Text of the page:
Jessica Beagley got in a lot of trouble with the government of her home city, Anchorage, Alaska, after she appeared on the "Dr. Phil" television show last month, charged with child abuse after she was seen forcing her adopted Russian son to drink hot sauce and take cold showers.
Now she is in more trouble – this time with the government of Russia.
"This is the not the first case of the cruel attitude of adoptive American parents towards Russian kids," Yevgeniy Khorishko, the Russian Embassy's press officer, said. "We are in contact with the U.S. officials regarding this case."
Beagley, a 36-year-old mother of six, was charged with misdemeanor child abuse in an Anchorage courtroom last week. She was not present at the arraignment. Her attorneys entered a plea of not guilty.
A police investigation began after Beagley appeared with Dr. Phil McGraw in November of last year, according to court documents. The segment of the show was called "Mommy Confessions."
Beagley told Dr. Phil about her difficulty disciplining her seven-year-old adopted son.
"We've tried a lot of different things to punish the kids," she said on the show.
Video shot by her daughter shows Beagley at home in Alaska with the boy. As a punishment for lying, she pours hot sauce down the boy's throat. He can be heard crying when she forces him to take a cold shower.
Beagley and her police officer husband adopted the boy and his twin brother when they were five. They went through a group called the Alaska International Adoption Agency in June 2008.
Officials from the Russian Consulate in Seattle visited the home in late January. For now, the adopted boys are still at the home pending the outcome of the case, Khorishko said.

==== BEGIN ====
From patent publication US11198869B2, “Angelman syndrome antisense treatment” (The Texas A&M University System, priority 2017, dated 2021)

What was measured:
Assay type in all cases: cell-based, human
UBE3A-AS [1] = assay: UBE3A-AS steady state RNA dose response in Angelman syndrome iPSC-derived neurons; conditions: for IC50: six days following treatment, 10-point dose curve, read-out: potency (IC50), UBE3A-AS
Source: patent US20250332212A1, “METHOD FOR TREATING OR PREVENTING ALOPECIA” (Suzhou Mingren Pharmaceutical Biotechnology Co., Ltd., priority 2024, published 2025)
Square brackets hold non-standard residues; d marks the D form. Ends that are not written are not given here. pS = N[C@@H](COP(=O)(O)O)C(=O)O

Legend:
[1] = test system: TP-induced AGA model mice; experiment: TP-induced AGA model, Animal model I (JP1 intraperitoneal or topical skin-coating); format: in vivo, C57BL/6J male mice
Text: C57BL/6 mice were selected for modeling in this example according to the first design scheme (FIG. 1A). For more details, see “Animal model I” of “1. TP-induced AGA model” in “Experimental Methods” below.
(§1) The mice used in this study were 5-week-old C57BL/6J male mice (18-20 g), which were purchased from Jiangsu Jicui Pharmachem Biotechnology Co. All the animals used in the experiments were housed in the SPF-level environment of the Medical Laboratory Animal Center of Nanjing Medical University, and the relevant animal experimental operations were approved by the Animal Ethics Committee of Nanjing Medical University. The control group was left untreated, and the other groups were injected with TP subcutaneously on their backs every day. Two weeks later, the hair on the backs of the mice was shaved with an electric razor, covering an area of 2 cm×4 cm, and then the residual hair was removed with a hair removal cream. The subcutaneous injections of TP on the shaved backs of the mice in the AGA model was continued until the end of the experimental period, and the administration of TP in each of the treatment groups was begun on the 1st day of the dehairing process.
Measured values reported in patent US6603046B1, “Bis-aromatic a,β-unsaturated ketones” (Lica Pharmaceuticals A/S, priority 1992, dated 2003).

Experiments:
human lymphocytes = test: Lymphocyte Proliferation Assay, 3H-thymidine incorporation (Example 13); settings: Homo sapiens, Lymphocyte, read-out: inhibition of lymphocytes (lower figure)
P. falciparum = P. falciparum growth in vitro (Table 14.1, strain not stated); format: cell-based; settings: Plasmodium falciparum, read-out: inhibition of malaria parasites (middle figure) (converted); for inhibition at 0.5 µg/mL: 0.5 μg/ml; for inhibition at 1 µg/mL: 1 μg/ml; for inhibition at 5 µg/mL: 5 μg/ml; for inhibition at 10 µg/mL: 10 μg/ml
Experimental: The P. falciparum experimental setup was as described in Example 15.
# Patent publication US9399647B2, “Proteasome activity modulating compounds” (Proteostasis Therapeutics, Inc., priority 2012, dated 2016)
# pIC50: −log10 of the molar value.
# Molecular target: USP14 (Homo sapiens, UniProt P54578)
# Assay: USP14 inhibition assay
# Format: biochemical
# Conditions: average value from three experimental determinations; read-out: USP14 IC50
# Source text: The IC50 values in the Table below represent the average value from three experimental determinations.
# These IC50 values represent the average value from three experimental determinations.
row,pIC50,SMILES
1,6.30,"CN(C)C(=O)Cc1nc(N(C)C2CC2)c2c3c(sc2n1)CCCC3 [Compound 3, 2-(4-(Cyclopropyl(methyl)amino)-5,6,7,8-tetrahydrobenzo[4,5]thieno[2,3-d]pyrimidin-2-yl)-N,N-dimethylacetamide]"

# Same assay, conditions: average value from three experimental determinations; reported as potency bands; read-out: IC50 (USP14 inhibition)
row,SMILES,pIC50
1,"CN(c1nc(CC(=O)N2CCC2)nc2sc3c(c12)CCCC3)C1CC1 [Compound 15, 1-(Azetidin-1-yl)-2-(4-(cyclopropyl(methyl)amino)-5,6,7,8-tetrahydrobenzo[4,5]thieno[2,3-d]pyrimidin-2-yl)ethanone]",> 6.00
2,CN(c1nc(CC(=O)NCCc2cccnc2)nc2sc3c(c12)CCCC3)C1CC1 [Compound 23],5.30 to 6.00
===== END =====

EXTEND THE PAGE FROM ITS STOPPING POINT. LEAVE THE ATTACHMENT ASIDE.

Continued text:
Relations have been tense between Russia and the United States regarding adoption after several high-profile cases of the mistreatment of children adopted from Russia.
Pavel Astakhov, the Russian ombudsman for children's rights, estimated that 17 adopted Russian children have died in instances of domestic violence in American families since 1992.
Last year, a Tennessee woman put the son she'd adopted from Russia on a plane back to his native country, claiming he was so badly behaved she couldn't raise him.
"There were several cases when a child was sent back to Russia without accompaniment, kids beaten to death, when a parent left a nine-month-old child in a car that was not air conditioned near Washington D.C. and the kid died in the car. There are plenty of such cases, unfortunately," Russian Press Officer Khorishko said.
Currently, the United States and Russia are engaged in negotiations on a bilateral agreement on adoption, Khorishko said.
"We need to sign such an agreement as soon as possible in order to avoid future such cases," Khorishko said.
Viewers flooded the Anchorage Police Department with calls after the show aired, police said. The Anchorage Municipal Prosecutor said in court documents that the behavior in the video violates the municipal code protecting against child abuse.
Anchorage Municipal Prosecutor Cynthia Franklin said that the discipline of the boy was "not reasonable," according to court records.